Updated on January 26, 2023
For most IT organizations, using Microsoft Active Directory is often a default choice. For almost 20 years now, there hasn’t been a viable alternative to the legacy directory services solution.
As traditional security methods shift to the new Zero Trust Security model, is Active Directory the right solution to take organizations forward? In this article, we’ll discuss Active Directory and Zero Trust Security.
It is critical to start the discussion by defining Zero Trust Security, and exploring why it is an important security approach for IT organizations.
What is Zero Trust Security?
The premise of Zero Trust Security is that all IT resources (and users) are untrusted. Only after they have been challenged appropriately can they be trusted, assuming they have passed those challenges.
In this trust model, for example, each access transaction must verify the user/identity, the device, network path, and ensure the correct authorization rights.
This approach is diametrically opposed to the perimeter security model, where IT resources and people are considered safe on the inside of the network once they log in, and insecure on the outside.
Traditionally, the internal network was created by Microsoft Active Directory (AD) as the domain controller on-prem, securing Active Directory by using firewalls and VPNs. On the inside is the trusted domain and the outside is the untrusted internet.
Of course, the modern world we live in doesn’t work this way. End users are working from home and on the road with a variety of compute devices, in addition to accessing IT resources not hosted internally. With a global pandemic underway, remote work is more critical than ever.
Add to that the constant announcements of data breaches and compromises, and it is clear that the existing Active Directory best practices and security model don’t work. In short, there is no internal network and network perimeter, but rather a fluid Internet where users hop on and get work done, hopefully securely.
The Rise of Zero Trust Security
Understanding the realities of how modern users work and organizations function, along with the reality of security and compliance requirements, the Zero Trust Security Model emerged as a different approach to building and running modern networks.
Every access transaction would require a number of factors to build trust. The concept of joining a domain and being on the ‘inside’ with safety wouldn’t exist.
For most IT organizations, Active Directory has been the identity management standard, along with the concept of the domain. IT admins connect their users to their IT resources through AD and a user logs in to their Windows machine and has access to whatever they need.
In a traditional, Windows-based on-prem network this model can seem to work, but it runs counter to the Zero Trust Security model concepts. That is, Active Directory security traditionally favors a strong perimeter to protect trusted assets, rather than viewing all sources of network traffic as potential attack vectors as with Zero Trust.
Further, with web applications, cloud and non-Windows file server options, cloud infrastructure from AWS, and more, the AD domain controller isn’t able to connect and secure access to all these different IT resources. Of course, with more remote work than ever, it creates even more complications.
The result is that IT organizations patch the holes and add identity bridges, web single sign-on (SSO), and other tools to enable users to connect to what they need creating additional work, costs, and most importantly security risk.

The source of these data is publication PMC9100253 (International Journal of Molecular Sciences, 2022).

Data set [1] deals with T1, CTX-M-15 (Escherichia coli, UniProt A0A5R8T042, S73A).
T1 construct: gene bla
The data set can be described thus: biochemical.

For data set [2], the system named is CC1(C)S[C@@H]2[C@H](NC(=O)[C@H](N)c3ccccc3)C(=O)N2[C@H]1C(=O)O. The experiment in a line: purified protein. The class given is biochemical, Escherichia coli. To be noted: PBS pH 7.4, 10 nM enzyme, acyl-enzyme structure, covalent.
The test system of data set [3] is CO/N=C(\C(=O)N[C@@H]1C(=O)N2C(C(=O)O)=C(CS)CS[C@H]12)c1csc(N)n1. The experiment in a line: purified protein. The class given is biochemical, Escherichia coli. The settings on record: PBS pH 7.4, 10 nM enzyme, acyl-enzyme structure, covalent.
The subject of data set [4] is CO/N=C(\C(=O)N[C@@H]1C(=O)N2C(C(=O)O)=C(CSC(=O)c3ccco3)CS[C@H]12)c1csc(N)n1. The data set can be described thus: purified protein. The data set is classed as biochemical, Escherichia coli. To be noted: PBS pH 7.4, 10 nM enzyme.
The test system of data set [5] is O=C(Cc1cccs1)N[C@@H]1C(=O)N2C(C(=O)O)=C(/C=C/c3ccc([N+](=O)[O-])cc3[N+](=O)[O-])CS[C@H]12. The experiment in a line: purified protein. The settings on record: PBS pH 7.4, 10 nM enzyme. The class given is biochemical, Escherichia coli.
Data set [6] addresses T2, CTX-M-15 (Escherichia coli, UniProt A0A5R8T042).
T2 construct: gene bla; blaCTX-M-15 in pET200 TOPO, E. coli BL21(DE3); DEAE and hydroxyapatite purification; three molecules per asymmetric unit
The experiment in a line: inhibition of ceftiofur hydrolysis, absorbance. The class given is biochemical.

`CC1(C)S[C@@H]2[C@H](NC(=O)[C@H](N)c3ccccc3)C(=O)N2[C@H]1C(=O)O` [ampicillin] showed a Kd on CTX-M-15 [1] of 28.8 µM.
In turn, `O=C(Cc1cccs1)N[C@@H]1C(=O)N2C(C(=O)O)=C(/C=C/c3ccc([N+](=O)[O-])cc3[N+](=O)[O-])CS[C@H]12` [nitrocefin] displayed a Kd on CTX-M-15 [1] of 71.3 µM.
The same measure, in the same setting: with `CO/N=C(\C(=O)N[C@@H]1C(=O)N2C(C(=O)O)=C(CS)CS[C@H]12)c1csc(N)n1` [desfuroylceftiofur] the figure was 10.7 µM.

The Breakdown of Active Directory
Fundamentally, the concept of the domain doesn’t end up working because of the variety of IT resources needing management outside of the domain. Then, when considering the inherent risks associated with a perimeter-based model, IT organizations end up searching for a different approach to their identity management needs.
With a next generation approach to directory services, IT organizations can embed the concepts of Zero Trust Security without being tied to an on-prem network, a single provider, or legacy security model.
Called JumpCloud Directory Platform, this modern approach to identity and access management (IAM) is focused on creating trust with each type of IT resource regardless of the platform, provider, protocol, and location. In this approach:
- macOS and Linux systems are first class citizens, just like Windows, and even have multi-factor authentication (MFA) capabilities to further step-up identity verification.
- Network access can be controlled uniquely via cloud RADIUS and 802.1x services along with the ability to dynamically conduct VLAN assignments.
- AWS cloud infrastructure can be accessed through SSH keys and non-Windows file servers can use the LDAP protocol with Samba attributes as is best for them.
- The cloud directory verifies each step of the access transaction including the user’s identity, their device, the network/location, and their authorization rights.
In short, this cloud directory is securely authenticating and connecting users to their IT resources, managing their systems to ensure compliance and security, and leveraging network security techniques to keep connections secure.
Utilizing Conditional Access capabilities, IT admins can ensure that users are accessing resources leveraging multi-factor authentication or step-up security techniques, on their corporate devices, and while connected to trusted networks or at trusted locations.
If you’d like to learn more about reimagined Active Directory and Zero Trust Security with JumpCloud, please contact us or check out our Resources page for more information. Learn more about how we can help you level-up your security through Zero Trust techniques.
JumpCloud Free is a free solution for up to ten users and ten 10 systems. You also get 10 days of premium 24×7 in-app chat support as well. Sign up here and try JumpCloud today.